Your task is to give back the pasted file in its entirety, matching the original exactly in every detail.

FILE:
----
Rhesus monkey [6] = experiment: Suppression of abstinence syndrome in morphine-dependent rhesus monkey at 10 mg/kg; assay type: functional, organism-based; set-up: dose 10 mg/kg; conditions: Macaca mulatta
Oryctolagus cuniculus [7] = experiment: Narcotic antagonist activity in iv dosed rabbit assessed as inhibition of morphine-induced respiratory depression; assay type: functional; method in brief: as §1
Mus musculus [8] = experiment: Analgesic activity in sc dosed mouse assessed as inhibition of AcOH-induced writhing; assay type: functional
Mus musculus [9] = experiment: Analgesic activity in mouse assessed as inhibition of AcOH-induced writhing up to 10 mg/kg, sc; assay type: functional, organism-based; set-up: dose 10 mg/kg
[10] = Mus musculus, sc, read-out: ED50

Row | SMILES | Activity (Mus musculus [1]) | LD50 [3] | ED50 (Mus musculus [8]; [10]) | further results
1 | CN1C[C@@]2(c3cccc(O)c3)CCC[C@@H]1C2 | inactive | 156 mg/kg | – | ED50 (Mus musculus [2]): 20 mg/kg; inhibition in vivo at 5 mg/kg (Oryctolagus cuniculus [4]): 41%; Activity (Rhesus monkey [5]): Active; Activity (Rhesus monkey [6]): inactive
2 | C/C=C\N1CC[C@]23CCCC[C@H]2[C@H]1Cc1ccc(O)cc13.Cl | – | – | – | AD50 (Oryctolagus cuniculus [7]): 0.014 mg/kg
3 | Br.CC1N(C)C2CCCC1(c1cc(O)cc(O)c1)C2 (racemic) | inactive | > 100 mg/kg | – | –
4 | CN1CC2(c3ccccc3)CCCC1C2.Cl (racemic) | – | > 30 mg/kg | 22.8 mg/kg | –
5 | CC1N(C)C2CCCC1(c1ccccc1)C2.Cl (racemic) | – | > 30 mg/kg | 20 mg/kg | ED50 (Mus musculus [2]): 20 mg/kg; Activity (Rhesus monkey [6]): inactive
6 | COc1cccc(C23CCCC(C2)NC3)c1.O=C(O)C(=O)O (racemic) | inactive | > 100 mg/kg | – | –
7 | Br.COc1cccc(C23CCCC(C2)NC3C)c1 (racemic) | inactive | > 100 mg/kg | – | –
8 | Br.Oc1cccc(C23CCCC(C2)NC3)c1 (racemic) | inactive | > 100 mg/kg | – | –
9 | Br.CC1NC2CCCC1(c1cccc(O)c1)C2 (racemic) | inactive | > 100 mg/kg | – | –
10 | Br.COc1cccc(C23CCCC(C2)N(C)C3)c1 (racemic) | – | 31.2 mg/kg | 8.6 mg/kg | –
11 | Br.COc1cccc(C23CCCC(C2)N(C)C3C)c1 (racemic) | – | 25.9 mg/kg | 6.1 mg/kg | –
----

Rhesus monkey [6] = experiment: Suppression of abstinence syndrome in morphine-dependent rhesus monkey at 10 mg/kg; assay type: functional, organism-based; set-up: dose 10 mg/kg; conditions: Macaca mulatta
Oryctolagus cuniculus [7] = experiment: Narcotic antagonist activity in iv dosed rabbit assessed as inhibition of morphine-induced respiratory depression; assay type: functional; method in brief: as §1
Mus musculus [8] = experiment: Analgesic activity in sc dosed mouse assessed as inhibition of AcOH-induced writhing; assay type: functional
Mus musculus [9] = experiment: Analgesic activity in mouse assessed as inhibition of AcOH-induced writhing up to 10 mg/kg, sc; assay type: functional, organism-based; set-up: dose 10 mg/kg
[10] = Mus musculus, sc, read-out: ED50

Row | SMILES | Activity (Mus musculus [1]) | LD50 [3] | ED50 (Mus musculus [8]; [10]) | further results
1 | CN1C[C@@]2(c3cccc(O)c3)CCC[C@@H]1C2 | inactive | 156 mg/kg | – | ED50 (Mus musculus [2]): 20 mg/kg; inhibition in vivo at 5 mg/kg (Oryctolagus cuniculus [4]): 41%; Activity (Rhesus monkey [5]): Active; Activity (Rhesus monkey [6]): inactive
2 | C/C=C\N1CC[C@]23CCCC[C@H]2[C@H]1Cc1ccc(O)cc13.Cl | – | – | – | AD50 (Oryctolagus cuniculus [7]): 0.014 mg/kg
3 | Br.CC1N(C)C2CCCC1(c1cc(O)cc(O)c1)C2 (racemic) | inactive | > 100 mg/kg | – | –
4 | CN1CC2(c3ccccc3)CCCC1C2.Cl (racemic) | – | > 30 mg/kg | 22.8 mg/kg | –
5 | CC1N(C)C2CCCC1(c1ccccc1)C2.Cl (racemic) | – | > 30 mg/kg | 20 mg/kg | ED50 (Mus musculus [2]): 20 mg/kg; Activity (Rhesus monkey [6]): inactive
6 | COc1cccc(C23CCCC(C2)NC3)c1.O=C(O)C(=O)O (racemic) | inactive | > 100 mg/kg | – | –
7 | Br.COc1cccc(C23CCCC(C2)NC3C)c1 (racemic) | inactive | > 100 mg/kg | – | –
8 | Br.Oc1cccc(C23CCCC(C2)NC3)c1 (racemic) | inactive | > 100 mg/kg | – | –
9 | Br.CC1NC2CCCC1(c1cccc(O)c1)C2 (racemic) | inactive | > 100 mg/kg | – | –
10 | Br.COc1cccc(C23CCCC(C2)N(C)C3)c1 (racemic) | – | 31.2 mg/kg | 8.6 mg/kg | –
11 | Br.COc1cccc(C23CCCC(C2)N(C)C3C)c1 (racemic) | – | 25.9 mg/kg | 6.1 mg/kg | –